27 October 2016
Technology and healthcare companies in China have seen robust earnings growth, making them good investment bets. Photo: Bloomberg
Technology and healthcare companies in China have seen robust earnings growth, making them good investment bets. Photo: Bloomberg

Hidden opportunities in China’s slowing economy

Despite an almost 50 percent slide from peak levels last June, valuations in China’s A-share market are still not cheap overall.

The Shanghai Composite index, for example, offers an aggregate price-earnings (PE) multiple of about 13. This is still 30 percent higher than the valuation prior to the market rally that began in August 2014, although earnings growth now is much weaker.

If the Chinese bank component (which trades at an average PE multiple of only 5.5) is excluded, the remainder of the Shanghai A-share market trades at a PE of 24. This is hardly cheap by international comparison. The PE of S&P 500 on Wall Street is only 18.

The Hang Seng China Enterprises Index trades at only 6 times PE.

No wonder there has been little foreign interest in buying A-shares via the Shanghai-Hong Kong Stock Connect facility.

However, this is not the way investors should look at Chinese stocks nowadays. Some interesting opportunities are emerging in the new economy sectors in technology as well as healthcare firms that are listed in Shenzhen.

While this theme is nothing new, the market’s cyclical implication is however different. These are growth firms in the new economy. Yet they had been punished by investors as if they were also like the structurally declining industrial firms in the old economy.

The nature of the A-share market has changed. It is no longer dominated by Shanghai. Five years ago, Shenzhen’s stock market capitalization was less than half of that of Shanghai. Now Shenzhen’s market is worth 18 trillion yuan, which amounts to 80 percent of that in Shanghai.

New economy plays, such as consumer goods, technology, healthcare and services firms, account for almost 55 percent of the Shenzhen Composite Index constituents, compared to only 23 percent for its Shanghai counterpart.

One may argue that Shenzhen stocks are expensive, with the key index trading at an average PE of 40 times. By comparison, the Nasdaq has an average PE of only 30.

So how does this make sense for buying into the “Chinese Nasdaq”?

In the end, it is a matter of relative comparison and earnings growth outlook.

Chinese healthcare and technology stocks have average PE ratios of 41 and 50, respectively, which makes them 5 percent and 20 percent, respectively, above their pre-rally valuation levels. However, the overall A-share market’s PE is still 43 percent dearer than its pre-rally valuation.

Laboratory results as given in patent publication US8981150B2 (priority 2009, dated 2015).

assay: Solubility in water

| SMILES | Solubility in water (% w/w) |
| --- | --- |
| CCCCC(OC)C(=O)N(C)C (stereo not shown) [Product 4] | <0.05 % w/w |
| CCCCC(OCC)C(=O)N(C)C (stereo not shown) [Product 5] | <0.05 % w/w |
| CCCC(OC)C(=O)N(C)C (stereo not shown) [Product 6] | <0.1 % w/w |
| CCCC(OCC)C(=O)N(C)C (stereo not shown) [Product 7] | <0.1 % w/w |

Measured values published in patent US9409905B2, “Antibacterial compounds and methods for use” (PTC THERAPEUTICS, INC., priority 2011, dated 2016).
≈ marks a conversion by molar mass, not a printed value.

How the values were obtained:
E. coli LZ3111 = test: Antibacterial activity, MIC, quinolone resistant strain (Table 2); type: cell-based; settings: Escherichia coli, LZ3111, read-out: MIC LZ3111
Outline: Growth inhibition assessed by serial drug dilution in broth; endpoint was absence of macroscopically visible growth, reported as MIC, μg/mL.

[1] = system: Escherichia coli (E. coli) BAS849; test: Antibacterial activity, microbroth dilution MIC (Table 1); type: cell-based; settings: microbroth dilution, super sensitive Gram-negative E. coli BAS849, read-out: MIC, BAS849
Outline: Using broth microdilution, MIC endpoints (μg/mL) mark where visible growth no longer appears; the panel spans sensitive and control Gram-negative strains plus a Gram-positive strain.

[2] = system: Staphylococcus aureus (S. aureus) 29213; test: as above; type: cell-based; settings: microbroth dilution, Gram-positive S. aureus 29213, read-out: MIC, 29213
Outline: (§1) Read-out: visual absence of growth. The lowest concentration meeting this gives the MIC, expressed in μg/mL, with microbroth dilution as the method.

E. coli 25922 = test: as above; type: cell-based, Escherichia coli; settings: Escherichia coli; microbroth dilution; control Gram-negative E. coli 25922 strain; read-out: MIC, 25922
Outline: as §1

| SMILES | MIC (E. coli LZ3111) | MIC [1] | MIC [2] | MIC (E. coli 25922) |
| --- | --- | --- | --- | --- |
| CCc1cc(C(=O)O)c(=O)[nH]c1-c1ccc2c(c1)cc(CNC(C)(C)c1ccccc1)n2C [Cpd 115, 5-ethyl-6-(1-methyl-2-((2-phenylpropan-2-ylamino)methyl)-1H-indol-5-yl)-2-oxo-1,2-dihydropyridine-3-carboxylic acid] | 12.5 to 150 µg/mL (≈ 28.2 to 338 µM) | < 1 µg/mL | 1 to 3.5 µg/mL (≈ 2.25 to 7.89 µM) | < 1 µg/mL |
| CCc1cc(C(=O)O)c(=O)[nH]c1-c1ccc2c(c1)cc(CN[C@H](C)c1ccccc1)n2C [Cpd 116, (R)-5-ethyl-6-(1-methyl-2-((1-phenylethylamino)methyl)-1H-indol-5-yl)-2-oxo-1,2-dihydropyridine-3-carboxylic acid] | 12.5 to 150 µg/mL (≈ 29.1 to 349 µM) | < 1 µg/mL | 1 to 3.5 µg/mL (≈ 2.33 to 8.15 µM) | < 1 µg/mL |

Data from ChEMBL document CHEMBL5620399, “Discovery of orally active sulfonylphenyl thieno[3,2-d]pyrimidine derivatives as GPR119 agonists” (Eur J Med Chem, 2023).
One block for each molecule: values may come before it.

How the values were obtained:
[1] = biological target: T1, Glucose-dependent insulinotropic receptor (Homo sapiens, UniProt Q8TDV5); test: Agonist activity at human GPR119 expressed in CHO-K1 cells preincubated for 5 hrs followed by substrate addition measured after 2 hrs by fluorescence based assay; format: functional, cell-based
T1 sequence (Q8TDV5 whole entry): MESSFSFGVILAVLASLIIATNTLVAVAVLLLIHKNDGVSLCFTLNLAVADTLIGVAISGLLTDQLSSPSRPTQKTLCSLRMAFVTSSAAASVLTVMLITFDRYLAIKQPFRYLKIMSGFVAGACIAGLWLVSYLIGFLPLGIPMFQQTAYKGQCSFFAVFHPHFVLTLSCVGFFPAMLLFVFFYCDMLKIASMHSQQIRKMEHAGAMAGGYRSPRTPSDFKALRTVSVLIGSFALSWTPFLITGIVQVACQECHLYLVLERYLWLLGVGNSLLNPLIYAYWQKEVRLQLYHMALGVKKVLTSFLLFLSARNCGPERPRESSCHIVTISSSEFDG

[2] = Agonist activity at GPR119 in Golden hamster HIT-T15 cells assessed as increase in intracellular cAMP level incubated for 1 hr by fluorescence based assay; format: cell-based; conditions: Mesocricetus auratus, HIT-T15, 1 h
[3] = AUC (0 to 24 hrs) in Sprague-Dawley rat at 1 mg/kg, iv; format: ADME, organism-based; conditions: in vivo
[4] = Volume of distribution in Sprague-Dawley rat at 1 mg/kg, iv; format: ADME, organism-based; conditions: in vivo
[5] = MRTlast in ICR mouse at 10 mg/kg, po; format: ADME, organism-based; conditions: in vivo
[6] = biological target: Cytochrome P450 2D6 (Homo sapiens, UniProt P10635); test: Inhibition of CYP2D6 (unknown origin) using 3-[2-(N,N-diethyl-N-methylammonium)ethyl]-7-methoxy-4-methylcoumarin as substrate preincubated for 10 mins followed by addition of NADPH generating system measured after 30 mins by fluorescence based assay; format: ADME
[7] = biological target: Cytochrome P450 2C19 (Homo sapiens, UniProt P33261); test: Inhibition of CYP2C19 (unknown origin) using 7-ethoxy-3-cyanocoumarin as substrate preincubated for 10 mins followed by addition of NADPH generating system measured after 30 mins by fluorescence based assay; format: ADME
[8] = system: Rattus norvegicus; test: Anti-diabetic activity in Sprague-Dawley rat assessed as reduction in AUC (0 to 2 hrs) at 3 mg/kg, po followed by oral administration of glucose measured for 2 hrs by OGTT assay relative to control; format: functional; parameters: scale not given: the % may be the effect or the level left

Prices of technology and healthcare stocks have fallen in lockstep with other A-shares. However, their earnings have grown much faster than the old economy companies.

For example, the combined profits of the energy and materials sectors fell by 70 percent in 2015. But the profits of technology and healthcare companies rose by an average of 49 percent in the same period.

For the first time, listed technology and healthcare firms have recorded larger profits than energy and materials companies.

So these new economy stocks are, in fact, much cheaper than the rest of the A-share market. However, by international comparison, they are still not that cheap for bargain hunters.

A crucial point to note is that stock valuation is all about the companies’ future. China’s new economy stocks are expensive for a good reason: growth.

High-growth firms are inherently difficult to value due to the fact that valuation models need to make arbitrary assumptions for the firms’ future growth rates.

It is not difficult to imagine that the growth outlook for the new economy sectors is going to be more robust than the old economy segments.

When the dust settles in the Chinese stock market, demand for new economy plays is likely to grow rapidly as investors realize that the growth stocks had been sold indiscriminately along with the old economy firms.

Even in the absence of a broad market rally, they could eventually outperform the benchmarks.

There is a caveat to this assessment though, and that is the uncertainty about China’s macroeconomic outlook and the renminbi’s volatility. These two factors can affect investor sentiment and keep A-shares on their toes, regardless of whether they are old or new economy plays.

But this uncertainty is unlikely to last forever. Meanwhile, it should be increasingly easy for foreign investors, including those from Hong Kong, to access China’s new economy stocks, especially those in the technology and healthcare sectors.

The Shenzhen-Hong Kong Stock Connect program is expected to be launched in the second half of this year. When implemented, this arrangement should allow international investors to trade Shenzhen stocks without going through the Qualified Foreign Institutional Investor (QFII) and the Renminbi Qualified Foreign Institutional Investor (RQFII) quotas.

If regulators use the Shenzhen 300 index as a basis for implementing the Shenzhen-Hong Kong Stock Connect, there will be 103 technology and healthcare stocks available for foreign access.

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Senior economist of BNP Paribas Investment Partners (Asia) Ltd. and author of “China’s Impossible Trinity – The Structural Challenges to the Chinese Dream”

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